Monday marks a tumultuous and colorful finale after more than two weeks of competition in everything from SEA Games athletics to football and sports in Hanoi, the capital of Vietnam.
The closing ceremony, held at an indoor sports complex and a delightful mix of dance, music and competition, brought down the curtain on a game that started six months late due to Covid.
Nearly 5,000 athletes from 11 countries competed for the glory of Southeast Asia, with host Vietnam easily topping the medal table with 205 gold, followed by Thailand and Indonesia in distant second and third place.
The closing gala at a venue with a capacity of about 3,000 people was significantly smaller than the opening ceremony when thousands of people thronged the My Dinah Stadium.
However, this did not disappoint as men in white military uniforms came on stage carrying flags of 11 countries. Heavy rain outside.
Appreciating the success of the biennial competition, Vietnamese Prime Minister Pham Minchin announced the closure of the Games and handed over the mantle to Cambodia, which will stage the 32nd edition almost a year from now.
He said the torch of peace and development in Southeast Asia will continue to burn.
Athletes of the country did not parade in front of the spectators during the event.
When the Games finally started earlier this month, SEA re-emerged as the king of swimming with 21 golds in the Singapore pool.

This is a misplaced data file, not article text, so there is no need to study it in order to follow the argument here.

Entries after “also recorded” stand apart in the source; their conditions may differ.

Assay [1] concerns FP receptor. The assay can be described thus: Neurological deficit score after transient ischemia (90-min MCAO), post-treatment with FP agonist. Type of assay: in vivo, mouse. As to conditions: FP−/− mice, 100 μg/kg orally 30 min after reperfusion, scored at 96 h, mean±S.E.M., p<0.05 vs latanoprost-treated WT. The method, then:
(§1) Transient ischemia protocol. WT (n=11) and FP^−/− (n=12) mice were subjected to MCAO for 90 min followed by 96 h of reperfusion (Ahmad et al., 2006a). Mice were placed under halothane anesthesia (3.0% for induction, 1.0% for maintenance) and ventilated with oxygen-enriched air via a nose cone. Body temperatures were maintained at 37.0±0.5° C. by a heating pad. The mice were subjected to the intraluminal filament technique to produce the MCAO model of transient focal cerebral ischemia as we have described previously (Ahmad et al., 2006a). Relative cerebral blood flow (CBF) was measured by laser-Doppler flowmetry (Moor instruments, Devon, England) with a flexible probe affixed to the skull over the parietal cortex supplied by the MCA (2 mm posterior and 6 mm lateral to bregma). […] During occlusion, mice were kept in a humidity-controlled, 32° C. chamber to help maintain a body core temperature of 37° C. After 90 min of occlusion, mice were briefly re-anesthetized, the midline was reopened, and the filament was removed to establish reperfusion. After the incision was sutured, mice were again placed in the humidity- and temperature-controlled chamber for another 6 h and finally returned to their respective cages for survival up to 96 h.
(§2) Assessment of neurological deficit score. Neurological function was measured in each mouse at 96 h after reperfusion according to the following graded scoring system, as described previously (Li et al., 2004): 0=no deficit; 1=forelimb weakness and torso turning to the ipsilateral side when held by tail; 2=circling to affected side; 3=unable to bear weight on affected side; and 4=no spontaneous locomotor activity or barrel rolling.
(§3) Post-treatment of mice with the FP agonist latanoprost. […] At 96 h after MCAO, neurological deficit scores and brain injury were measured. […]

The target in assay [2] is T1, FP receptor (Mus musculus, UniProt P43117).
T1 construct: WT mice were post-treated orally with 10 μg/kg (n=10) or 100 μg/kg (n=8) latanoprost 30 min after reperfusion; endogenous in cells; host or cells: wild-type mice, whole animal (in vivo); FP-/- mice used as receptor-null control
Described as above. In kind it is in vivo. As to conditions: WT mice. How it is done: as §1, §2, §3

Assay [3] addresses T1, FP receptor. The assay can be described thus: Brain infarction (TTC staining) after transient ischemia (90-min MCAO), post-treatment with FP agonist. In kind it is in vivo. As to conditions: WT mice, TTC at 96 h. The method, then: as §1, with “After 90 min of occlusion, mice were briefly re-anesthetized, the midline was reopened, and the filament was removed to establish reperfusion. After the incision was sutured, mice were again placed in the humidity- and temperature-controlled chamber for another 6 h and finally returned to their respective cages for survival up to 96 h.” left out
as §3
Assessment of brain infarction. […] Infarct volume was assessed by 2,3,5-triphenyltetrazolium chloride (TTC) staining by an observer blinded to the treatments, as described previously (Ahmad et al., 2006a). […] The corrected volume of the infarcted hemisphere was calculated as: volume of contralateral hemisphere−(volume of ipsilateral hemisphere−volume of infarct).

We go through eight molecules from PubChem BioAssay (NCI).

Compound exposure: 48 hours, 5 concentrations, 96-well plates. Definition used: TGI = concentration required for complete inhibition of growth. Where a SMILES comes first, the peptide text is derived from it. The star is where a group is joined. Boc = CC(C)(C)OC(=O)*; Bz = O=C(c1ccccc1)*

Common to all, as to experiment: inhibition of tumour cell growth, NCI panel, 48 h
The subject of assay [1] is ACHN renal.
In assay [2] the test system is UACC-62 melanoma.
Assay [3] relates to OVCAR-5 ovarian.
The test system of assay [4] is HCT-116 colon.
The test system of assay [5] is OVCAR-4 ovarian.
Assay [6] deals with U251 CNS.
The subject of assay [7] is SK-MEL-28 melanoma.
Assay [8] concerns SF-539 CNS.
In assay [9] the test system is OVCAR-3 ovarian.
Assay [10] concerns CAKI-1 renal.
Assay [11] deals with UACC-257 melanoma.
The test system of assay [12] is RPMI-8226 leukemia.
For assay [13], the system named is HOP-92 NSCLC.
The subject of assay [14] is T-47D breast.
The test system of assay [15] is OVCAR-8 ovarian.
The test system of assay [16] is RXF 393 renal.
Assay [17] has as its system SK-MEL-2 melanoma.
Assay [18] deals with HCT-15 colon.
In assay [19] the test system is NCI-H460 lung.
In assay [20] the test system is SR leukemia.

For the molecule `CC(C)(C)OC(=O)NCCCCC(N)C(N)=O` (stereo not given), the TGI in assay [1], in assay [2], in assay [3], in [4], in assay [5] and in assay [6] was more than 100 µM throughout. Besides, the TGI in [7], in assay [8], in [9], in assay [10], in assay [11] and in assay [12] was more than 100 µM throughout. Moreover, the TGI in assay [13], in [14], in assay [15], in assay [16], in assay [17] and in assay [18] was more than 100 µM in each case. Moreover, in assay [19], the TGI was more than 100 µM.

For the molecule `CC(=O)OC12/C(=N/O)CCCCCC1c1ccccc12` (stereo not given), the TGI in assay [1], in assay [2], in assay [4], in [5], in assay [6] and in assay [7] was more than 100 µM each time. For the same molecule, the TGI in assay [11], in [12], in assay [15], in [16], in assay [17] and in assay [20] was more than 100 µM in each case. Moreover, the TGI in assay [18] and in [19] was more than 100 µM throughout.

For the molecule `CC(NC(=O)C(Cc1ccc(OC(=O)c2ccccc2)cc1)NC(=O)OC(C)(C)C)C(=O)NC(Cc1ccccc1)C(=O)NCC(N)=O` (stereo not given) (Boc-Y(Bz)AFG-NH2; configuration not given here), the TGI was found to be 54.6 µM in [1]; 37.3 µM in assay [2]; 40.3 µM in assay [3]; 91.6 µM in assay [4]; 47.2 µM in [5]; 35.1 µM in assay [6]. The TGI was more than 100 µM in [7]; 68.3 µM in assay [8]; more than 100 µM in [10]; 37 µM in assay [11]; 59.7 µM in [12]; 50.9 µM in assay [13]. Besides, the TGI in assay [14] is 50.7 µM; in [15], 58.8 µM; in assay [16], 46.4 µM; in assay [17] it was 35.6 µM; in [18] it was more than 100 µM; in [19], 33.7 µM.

Malaysia won eight golds in diving, which was a generally disappointing SEA Games for the country, with sixth place in the medal tally with 39 golds.
East Timor won three silver and two bronze medals at the table.
The stars of the future were created and some of them already strengthened their worldwide reputation.
Puripol Bunson, a 16-year-old from Thailand, broke the 200m Games record and won the 100m gold as he became the region’s new sprint king on track.
Current Thai Olympic champion Panipak Wangpattankit has retained her taekwondo crown, as Filipino Hidlin Diaz did in women’s weightlifting.
Diaz, a Philippine national hero, is already eyeing the Paris 2024 Olympics.
But former Singapore Olympic swimming champion Joseph Schooling Hanoi indicated that his career was nearing the end of his 26-year career, but not before adding two more SEA Games gold to make it 29 overall.
Controversially, he was disqualified from gold in the freestyle relay when Singapore’s sprint team was disqualified.
There was also frustration for bodybuilders in the Philippines, who were barred from competing because they failed to comply with anti-doping rules, and were forced to leave Hanoi without even going on stage.
Organizers have named Vietnam’s Nguyen Huay Huang (swimming) and Nguyen Thi On (Athletics), Singapore’s Kwa Jing Wen (swimming) and Thailand’s Joshua Robert Atkinson (Athletics) as the top competitors in the Games.
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